The day starts slowly for some protesters after a night in a bag.
More than 40 days, 30,000 feet of granite, hundreds of occupiers, and zero Porta-Potties — perhaps one of the most extraordinary aspects of the Occupy Wall Street movement is the logistical finesse of its participants. As the protest nears its second month, Zuccotti Park has been transformed into a city within a city, complete with a kitchen, a sanitary team, a library and a sea of sleeping bags.
Protesters spend their days engaging in general assemblies and group discussions on issues like taxing the rich, cuts in public spending and tackling poverty.
Spend 10 minutes on the corner of 124th Street and Lexington Avenue and you’ll get a quick glimpse into two longstanding issues in East Harlem: drug addiction and homelessness.
There are seven recycling machines stretched along the wall of the Rainbow clothing store on the corner, offering money in exchange for aluminum, plastic and glass. The most common visitors of the recycling engine, also known as a redemption center, are either homeless or living in local shelters, says manager Auto Ferril, and many of them are either still on drugs or recovering drug addicts. Ferril opens the center at 6 o’clock every morning. In some cases, the change his visitors earn in exchange for digging through garbage for recyclable materials is their only income. Continue reading →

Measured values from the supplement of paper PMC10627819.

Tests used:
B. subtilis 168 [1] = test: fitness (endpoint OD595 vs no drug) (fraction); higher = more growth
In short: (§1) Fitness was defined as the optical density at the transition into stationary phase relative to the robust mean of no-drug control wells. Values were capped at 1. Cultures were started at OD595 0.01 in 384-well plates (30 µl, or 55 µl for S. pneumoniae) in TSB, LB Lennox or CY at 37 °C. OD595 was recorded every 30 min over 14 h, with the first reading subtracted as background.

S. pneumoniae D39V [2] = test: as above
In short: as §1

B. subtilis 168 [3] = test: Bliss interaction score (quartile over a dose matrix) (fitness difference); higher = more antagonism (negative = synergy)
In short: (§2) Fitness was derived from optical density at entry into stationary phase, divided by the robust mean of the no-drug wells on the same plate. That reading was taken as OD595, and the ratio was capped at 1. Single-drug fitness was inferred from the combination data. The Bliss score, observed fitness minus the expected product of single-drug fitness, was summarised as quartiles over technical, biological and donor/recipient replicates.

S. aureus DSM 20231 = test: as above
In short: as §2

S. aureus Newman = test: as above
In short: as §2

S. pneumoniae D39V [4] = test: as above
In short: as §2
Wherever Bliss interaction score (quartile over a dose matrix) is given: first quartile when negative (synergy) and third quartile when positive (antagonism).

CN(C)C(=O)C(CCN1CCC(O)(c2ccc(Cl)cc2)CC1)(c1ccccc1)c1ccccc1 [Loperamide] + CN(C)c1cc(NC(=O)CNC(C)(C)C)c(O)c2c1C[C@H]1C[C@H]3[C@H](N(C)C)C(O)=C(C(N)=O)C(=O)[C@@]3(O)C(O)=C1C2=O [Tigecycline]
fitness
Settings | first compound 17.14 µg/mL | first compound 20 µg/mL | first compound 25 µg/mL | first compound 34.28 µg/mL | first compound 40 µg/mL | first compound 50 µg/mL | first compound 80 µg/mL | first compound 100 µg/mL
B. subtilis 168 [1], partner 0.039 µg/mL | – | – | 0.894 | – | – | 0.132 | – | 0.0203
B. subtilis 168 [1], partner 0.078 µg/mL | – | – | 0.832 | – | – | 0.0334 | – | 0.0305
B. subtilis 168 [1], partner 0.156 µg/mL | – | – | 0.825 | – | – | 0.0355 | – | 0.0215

Construction is underway for the new Barclays Center on Atlantic Avenue, and Brooklyn residents will soon have a new sports team, the Brooklyn Nets.
The Barclays Center website says the arena “will be a community centerpiece” for Brooklyn, and will offer local concerts and high school basketball games in addition to NBA events.
According to the Associated Press, part-owner Jay-Z announced plans to open the venue with a series of concerts next year.
The Brooklyn skyline will change, but will local economy improve? Can the new arena create jobs for Brooklyn residents in a down economy?
In a recent post, I spoke to Jose Reyes, a 28-year-old from Brooklyn about job creation in Sunset Park. Jose believes the new Barclays Center could boost the Brooklyn’s economy and potentially offer new jobs to people in his neighborhood. Continue reading →
Unemployment over 9% is the stubborn bane of President Obama’s administration. We wouldn’t wait for his help as he pushes through the new $300 billion jobs plan.
Here’s some ways to take matters into your own online hands.
1. Degrees: Brand matters
“I’ve been researching employer acceptance of online degrees since 1989. In 1989, the first year GetEducated.com surveyed corporations, less than 50% of managers rated a distance degree “as good as” a residential degree. Today (2009 survey) more than 90% of corporate managers rate an online degree “as good as” a residential degree….. but only if 3 crucial characteristics are met,” said Vicky Phillips, Founder of GetEducated.com.
The most important factor is whether your future employer recognizes the name of your schoool.
There are over 1,000 online degree programs, according to the Online Education Database (OEDb). If you’re jobless, or simply looking to expand your career horizon with online training, deciding to get started is the easiest decision. Choosing a program is where things get complicated.